After three months of querying literary agents and publishing companies, I finally just signed a contract with Tate Publishing Enterprises based out of Oklahoma City to begin publication of Larkin’s Letters.  It is a very long process that involves editing, revisions, more editing, more revisions, cover design, cover design revisions, layout design, layout design revisions, and so on and so forth.  It can take up to a year for the entire process.  Unfortunately, I work full-time, as do most debut novelists,  so I am not able to give all of my attention to it.  But needless to say, I am VERY excited to begin a new journey in my life.  Chances are, I won’t be the next author on the NY Times best sellers list, but if my work can touch even just a thousand people across the world then I will be happy.

I am extremely excited to be working with a professional editor who I am confident will help me to make Larkin’s Letters the best it can possibly be.  Being a debut novelist, I am certainly by no means the perfect writer.  In fact, I don’t even consider myself a writer.  Not yet.  Maybe when I get to hold the finished product in my hands I will consider calling myself that.  But then again, I may not even call myself a writer until I write more than one novel.  Who knows?  I do know that getting to work with an editor will most certainly make me a better writer and if that is the only thing that I get out of this — being a better writer — then I will have succeeded.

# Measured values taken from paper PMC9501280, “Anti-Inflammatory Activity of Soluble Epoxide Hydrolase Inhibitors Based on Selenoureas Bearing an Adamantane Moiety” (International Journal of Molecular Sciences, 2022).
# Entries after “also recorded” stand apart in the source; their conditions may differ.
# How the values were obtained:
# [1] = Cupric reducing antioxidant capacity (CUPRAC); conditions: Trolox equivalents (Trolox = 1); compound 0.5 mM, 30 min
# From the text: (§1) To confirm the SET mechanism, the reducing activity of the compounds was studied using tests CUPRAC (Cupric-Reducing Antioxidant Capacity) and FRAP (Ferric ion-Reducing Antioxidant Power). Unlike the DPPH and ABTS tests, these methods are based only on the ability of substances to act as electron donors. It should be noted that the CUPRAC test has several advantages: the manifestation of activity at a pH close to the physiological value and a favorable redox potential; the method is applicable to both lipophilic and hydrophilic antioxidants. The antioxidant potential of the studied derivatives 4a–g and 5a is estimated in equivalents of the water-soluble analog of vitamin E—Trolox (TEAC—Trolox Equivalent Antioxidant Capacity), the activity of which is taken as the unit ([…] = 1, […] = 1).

Marketing and publicity plays a huge part in a novel being successful.  You can be a great writer but if you can’t properly market your book, than no one will ever get to see how great of a writer you are.  One reason I chose Tate Publishing is because they provide me with a full-time publicist that will help me market the novel once it is ready for release.  That is unheard of with almost all publishing companies, especially the big ones.  I am fully confident that Tate is providing me with the best opportunity to be a successful debut novelist.  I am a firm believer that word of mouth is the number one seller of books, and I have just recently created a twitter account (@jaxjillian) so if you would like to follow me, feel free.  Again, it is a long process and my novel won’t be out there for some time now, but a pre-established strong twitter following certainly won’t hurt when it is ready to be released.

I will definitely be blogging more as I journey through the publication process and hopefully you will find it interesting enough to come along with me on my journey.